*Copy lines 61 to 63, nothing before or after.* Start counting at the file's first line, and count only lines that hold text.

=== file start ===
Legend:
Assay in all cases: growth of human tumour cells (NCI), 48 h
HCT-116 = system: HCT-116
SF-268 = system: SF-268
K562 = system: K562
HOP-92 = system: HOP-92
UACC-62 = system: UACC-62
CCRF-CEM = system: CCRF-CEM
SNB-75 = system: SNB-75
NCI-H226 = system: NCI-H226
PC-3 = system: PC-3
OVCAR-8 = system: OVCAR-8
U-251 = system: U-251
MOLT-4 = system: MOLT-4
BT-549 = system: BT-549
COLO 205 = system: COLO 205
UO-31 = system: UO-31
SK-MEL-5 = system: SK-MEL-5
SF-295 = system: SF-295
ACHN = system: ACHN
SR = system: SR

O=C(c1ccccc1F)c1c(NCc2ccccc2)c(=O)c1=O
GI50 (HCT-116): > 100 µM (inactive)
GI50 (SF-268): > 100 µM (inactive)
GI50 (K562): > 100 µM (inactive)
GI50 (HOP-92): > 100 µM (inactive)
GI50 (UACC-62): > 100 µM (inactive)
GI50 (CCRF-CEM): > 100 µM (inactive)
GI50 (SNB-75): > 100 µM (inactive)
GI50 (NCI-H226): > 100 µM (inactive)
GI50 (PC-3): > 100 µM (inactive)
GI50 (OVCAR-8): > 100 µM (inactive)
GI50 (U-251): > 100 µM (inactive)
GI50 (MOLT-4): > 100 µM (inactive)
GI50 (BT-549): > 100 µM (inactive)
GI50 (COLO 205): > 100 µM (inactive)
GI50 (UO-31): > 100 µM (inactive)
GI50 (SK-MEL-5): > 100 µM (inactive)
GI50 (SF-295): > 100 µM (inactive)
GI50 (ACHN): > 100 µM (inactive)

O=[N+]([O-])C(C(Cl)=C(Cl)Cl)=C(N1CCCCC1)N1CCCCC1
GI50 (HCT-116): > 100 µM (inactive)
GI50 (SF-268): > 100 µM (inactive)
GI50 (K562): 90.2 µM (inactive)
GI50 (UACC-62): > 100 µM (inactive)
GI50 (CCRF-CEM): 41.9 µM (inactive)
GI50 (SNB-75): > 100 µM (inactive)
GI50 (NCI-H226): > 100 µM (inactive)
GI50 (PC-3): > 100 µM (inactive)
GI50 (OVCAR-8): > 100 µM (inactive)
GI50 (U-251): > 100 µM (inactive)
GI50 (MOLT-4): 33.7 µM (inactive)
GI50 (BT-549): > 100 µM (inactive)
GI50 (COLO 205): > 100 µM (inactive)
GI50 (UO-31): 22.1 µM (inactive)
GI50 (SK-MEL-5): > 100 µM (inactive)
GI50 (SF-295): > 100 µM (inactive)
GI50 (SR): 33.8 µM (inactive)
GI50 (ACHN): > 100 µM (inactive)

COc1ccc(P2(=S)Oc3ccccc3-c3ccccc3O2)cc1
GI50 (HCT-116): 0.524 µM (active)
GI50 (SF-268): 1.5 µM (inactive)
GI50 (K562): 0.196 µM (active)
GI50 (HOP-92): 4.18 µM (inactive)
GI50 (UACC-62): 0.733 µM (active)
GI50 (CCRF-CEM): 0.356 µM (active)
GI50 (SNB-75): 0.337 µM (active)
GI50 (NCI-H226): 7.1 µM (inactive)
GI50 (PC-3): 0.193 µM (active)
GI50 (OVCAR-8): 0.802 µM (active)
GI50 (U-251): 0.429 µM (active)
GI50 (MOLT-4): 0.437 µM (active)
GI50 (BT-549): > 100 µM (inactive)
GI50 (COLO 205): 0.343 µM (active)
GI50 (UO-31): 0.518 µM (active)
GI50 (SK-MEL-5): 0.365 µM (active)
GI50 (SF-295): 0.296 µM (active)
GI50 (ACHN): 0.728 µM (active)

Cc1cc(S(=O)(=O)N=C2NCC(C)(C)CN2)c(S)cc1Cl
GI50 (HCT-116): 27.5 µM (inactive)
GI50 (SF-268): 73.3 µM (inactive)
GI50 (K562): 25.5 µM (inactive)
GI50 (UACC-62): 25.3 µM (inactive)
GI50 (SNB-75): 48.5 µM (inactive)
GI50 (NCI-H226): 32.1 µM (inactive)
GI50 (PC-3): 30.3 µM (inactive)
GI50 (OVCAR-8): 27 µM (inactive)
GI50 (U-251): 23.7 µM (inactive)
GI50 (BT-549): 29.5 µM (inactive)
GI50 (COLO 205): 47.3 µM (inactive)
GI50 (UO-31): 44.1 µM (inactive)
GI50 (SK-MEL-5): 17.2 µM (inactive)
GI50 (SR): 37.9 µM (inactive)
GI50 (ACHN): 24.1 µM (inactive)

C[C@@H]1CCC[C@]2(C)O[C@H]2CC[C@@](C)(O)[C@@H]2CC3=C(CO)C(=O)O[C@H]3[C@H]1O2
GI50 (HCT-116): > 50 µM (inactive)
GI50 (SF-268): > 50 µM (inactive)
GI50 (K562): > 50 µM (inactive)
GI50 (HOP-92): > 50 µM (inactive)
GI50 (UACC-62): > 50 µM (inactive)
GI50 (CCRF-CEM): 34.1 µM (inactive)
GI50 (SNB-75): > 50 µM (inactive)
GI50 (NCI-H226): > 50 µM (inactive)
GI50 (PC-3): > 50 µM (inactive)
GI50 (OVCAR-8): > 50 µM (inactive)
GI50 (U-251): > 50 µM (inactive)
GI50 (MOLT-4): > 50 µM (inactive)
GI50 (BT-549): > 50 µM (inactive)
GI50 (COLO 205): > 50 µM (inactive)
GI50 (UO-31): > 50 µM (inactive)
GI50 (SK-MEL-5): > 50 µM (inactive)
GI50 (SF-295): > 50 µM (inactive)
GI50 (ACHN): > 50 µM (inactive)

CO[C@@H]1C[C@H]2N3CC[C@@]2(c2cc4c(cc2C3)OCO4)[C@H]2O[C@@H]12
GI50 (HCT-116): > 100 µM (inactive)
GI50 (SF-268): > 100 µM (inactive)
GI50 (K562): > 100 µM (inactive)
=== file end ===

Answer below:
GI50 (HCT-116): 0.524 µM (active)
GI50 (SF-268): 1.5 µM (inactive)
GI50 (K562): 0.196 µM (active)